It's time to kick the habit of counting calories and look at the overall nutritional value of foods to promote better heart health and curb obesity, say experts.
Simple dietary adjustments such as boosting omega-3 fatty acid, olive oil and nut intake have all been associated with significant, positive changes to heart health in a short time, say the researchers in an editorial in the journal Open Heart.
Despite mounting scientific evidence of this being the case, clinicians have followed the rallying cry of the food and weight loss industries and call for counting calories, according to the editorial by Drs Aseem Malhotra and James DiNicolantonio and Professor Simon Capewell.
Drinking one sugary beverage per day – which usually contains about 150 calories – is associated with significant risk for type 2 diabetes.
Eating a handful of nuts – 30g of walnuts, 15g of almonds or 15g of hazelnuts – is associated with a significant reduced risk of cardiovascular events.
What's more, consuming four tablespoons of extra virgin olive oil has the same association, although the 500 calories of such a portion makes some counters bilk.
Citing a trial called Action for Health in Diabetes, which shows that cutting calories and increasing exercise is not associated with reduced risk of cardiovascular events despite significant weight loss over 13.5 years, the experts point to food quality as the culprit.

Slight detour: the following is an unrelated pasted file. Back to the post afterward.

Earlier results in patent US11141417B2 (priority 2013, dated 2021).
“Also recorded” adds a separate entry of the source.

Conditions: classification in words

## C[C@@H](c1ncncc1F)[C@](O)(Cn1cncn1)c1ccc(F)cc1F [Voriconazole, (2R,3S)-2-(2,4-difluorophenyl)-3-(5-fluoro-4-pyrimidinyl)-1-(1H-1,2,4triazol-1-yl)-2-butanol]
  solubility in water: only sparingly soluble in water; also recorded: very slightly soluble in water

"Shifting the focus away from calories and emphasising a dietary pattern that focuses on food quality rather than quantity will help to rapidly reduce obesity, related diseases, and cardiovascular risk," they write.
It's plain to see that a bad diet is what's at the root of cardiovascular events, leading to more disease and death than a sedentary lifestyle, smoking and alcohol put together, say the researchers.
Governments should consider a tax on sugary drinks in addition to subsidies for fruit, vegetables and nuts that would make a quality diet more affordable.
A lesson to be learned from the evidence is that "Food can be the most powerful form of medicine or the slowest form of poison," reads the editorial.
In conclusion, they recommend a high fat Mediterranean diet and lifestyle to anyone looking to improve their approach to eating. – AFP/Relaxnews, August 29, 2015.